The entire panel was dressed in black or charcoal, except for the owner of Queen Anne Book Company – she wore eggplant.  All of these booksellers gathered to explain to us writers how to work well with independent bookstores.  I both wanted to know these people and be friends with them.

I love this poster from IndieBound.  (Click the image to order.)

I love this poster from IndieBound. (Click the image to order.)

It would turn out that their panel was the most practical of all I attended at AWP because it gave me advice – or maybe I should say it contextualized information I already knew.  Independent bookstores have my heart.

Okay, all bookstores have some part of my heart, but the work of independent bookstores is both personally and politically very important to both the reader and writer in me.

As they talked about the importance of building a partnership with a local independent bookstore, as they discussed how asking to have work sold in that bookstore is much like sending a work to a journal – know the store before you ask, I felt my blood quicken just a little.

Excitement and shame equal measures. Excitement because I realized much of this I had done – the connections, the ask, the event that I’ve marketed through my social media outlets.  Shame because I had come to rely on the massive, the conglomerate, the easy.

So when I left the panel, I made some changes quickly, changes to my website, but also changes to my attitude and practices, too.

I published through Amazon, yes, and I don’t regret that choice.  The system was (mostly efficient) and easy, and it provides me a great deal of autonomy.  But the sales, those I want to take broader because its independent bookstores and local shops, book clubs in living rooms and friends at library gatherings who have really embraced The Slaves Have Names.  Amazon doesn’t care about my book or about me; they care about money.

Money is not why I wrote this book.


I’ve learned a lot about working with local, independent businesses and groups in the past few months. Here are my top 5 insights:

1. Give your buyers local and independent shopping options. On the panel at AWP, the booksellers made one point several times – be sure to link to more than major corporations on your website.  This was a mistake I had made, and one I rectified as soon as I left that panel.  I added a link to IndieBound, and I also listed the places where The Slaves Have Names is available, including the local shops that carry it.  Now people can order the book – through my website – at a variety of retailers.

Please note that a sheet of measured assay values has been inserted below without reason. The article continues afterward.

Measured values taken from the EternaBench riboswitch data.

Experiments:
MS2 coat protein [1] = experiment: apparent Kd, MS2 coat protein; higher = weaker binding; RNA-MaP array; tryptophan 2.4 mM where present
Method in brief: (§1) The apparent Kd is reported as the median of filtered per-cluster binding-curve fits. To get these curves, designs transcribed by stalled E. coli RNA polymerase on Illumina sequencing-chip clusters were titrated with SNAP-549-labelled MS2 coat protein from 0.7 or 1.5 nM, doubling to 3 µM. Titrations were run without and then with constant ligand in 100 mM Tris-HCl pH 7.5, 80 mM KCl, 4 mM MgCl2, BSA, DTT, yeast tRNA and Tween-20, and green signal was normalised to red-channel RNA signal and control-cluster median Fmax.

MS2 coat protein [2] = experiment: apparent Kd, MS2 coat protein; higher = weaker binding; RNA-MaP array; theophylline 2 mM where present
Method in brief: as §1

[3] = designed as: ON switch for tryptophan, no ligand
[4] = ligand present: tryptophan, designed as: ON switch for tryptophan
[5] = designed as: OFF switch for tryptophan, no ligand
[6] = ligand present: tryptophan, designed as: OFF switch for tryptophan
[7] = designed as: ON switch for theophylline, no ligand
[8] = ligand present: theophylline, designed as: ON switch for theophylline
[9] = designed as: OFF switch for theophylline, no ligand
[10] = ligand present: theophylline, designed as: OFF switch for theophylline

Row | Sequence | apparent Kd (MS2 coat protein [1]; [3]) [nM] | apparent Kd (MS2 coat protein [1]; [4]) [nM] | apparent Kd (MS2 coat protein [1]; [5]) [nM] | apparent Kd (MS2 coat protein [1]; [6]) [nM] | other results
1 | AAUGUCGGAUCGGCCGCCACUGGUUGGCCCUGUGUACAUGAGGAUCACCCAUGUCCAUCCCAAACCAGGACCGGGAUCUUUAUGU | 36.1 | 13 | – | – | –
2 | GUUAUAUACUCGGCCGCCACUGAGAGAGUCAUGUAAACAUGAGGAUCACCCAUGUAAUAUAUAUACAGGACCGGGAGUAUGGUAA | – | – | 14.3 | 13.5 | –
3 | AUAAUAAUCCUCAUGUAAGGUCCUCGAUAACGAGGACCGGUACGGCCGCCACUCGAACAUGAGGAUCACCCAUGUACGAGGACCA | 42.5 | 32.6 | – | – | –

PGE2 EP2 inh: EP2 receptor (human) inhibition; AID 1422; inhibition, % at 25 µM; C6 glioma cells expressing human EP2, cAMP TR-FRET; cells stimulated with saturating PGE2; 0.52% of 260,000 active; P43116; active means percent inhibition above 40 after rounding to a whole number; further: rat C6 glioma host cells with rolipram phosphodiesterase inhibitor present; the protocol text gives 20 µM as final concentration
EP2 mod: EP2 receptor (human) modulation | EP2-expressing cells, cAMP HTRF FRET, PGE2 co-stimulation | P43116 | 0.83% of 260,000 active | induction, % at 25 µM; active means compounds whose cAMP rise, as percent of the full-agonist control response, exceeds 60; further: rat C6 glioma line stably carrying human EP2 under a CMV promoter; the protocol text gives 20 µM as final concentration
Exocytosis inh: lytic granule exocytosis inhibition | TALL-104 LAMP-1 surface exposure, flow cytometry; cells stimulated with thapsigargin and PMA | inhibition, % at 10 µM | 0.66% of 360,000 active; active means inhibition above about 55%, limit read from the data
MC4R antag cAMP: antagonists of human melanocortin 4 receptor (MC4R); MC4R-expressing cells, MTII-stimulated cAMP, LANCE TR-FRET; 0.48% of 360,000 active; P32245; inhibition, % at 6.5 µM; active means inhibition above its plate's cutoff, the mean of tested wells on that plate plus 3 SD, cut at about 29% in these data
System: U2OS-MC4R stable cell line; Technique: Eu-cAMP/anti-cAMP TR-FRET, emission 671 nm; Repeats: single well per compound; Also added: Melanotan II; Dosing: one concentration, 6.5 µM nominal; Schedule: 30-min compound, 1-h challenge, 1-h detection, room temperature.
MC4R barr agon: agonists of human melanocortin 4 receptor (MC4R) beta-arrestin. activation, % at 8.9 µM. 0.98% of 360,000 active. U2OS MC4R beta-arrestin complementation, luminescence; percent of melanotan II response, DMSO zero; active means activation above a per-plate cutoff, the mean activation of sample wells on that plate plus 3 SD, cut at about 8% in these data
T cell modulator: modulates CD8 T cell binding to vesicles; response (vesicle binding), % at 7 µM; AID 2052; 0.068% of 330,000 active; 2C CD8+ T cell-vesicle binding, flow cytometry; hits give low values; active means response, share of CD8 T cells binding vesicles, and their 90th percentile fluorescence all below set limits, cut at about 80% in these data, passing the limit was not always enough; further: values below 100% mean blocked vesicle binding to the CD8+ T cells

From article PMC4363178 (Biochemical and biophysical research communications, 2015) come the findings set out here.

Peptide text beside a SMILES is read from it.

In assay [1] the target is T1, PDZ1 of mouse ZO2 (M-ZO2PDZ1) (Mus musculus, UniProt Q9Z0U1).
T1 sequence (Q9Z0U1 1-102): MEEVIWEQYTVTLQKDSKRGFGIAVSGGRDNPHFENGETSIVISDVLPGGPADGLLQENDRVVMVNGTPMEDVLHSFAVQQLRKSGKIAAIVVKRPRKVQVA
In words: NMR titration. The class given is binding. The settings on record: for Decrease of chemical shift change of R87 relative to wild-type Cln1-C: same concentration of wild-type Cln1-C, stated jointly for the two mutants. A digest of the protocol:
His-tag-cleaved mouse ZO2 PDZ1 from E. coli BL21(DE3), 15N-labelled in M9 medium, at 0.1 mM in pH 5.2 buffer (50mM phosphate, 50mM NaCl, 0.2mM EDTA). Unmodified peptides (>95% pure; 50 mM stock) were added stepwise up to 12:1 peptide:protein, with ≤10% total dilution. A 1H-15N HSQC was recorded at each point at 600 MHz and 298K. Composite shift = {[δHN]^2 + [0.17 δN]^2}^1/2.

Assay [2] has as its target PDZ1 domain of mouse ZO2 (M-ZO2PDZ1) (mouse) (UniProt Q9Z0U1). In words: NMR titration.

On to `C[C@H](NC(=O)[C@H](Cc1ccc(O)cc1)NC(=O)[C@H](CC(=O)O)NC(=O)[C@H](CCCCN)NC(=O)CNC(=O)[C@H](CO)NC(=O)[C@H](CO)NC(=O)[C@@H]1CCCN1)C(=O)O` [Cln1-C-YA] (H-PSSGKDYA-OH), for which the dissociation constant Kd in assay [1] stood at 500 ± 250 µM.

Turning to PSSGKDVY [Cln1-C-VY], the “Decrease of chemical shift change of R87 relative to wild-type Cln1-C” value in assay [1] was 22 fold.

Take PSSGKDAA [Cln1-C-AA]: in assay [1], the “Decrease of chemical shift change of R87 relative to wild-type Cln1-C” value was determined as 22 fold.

2. Market your local events and feature the shop.  Next week, I’m honored to be giving a reading at the New Dominion Bookshop in Charlottesville, VA.  I’ve loved this little shop for years, and I love that they carry books that are particularly appealing to the history-loving crowd of Sally Hemings’ and Thomas Jefferson’s hometown.  So I’m doing my best to get the word out about my event but also about the shop itself. Sales of my book make them money, too – a win-win.

3. Offer your books on consignment.  The booksellers at AWP were very eloquent and adamant about the importance of authors accepting and honoring when a bookstore wants books only on consignment. It’s a question of cash flow.  The store cannot necessarily afford to sink a lot of cash into a book that might not sell. So this way, they aren’t out a lot of cash, and the writer still gets her book seen and sold.  I really like this arrangement – it’s how I’m selling with UVa and New Dominion.

4. Think beyond the bookstore.  My most popular events and sales venues haven’t had anything to do with bookstores.  As I said in this piece on Jane Friedman’s blog, more copies of my book have sold in a local restaurant, pharmacy, and hair salon than in any bookstore.  Plus all my events, thus far, have been for local groups including the Historical Society and the African American Historical and Genealogical Society.  In fact, with the exception of the wonderful event at New Dominion, I don’t have any upcoming events at bookstores either.  (At least not yet. ;))

5. Don’t discount the value of your friends. On Saturday, while I perused the book fair at AWP, the local sheriff called me to ask if I would be willing to be a vendor at the upcoming NAACP banquet in May.  The restaurant, pharmacy, and hair salon that have my books are all owned by friends or acquaintances.  When I offered The Slaves Have Names as a free download a few weeks back, it was my friends on Facebook that shared it so often that it was downloaded almost 2,700 times.  Our friends want us to succeed; we just need to give them the opportunity to help us.

What have you done to support your local bookstores and businesses with your book, and how have they helped you?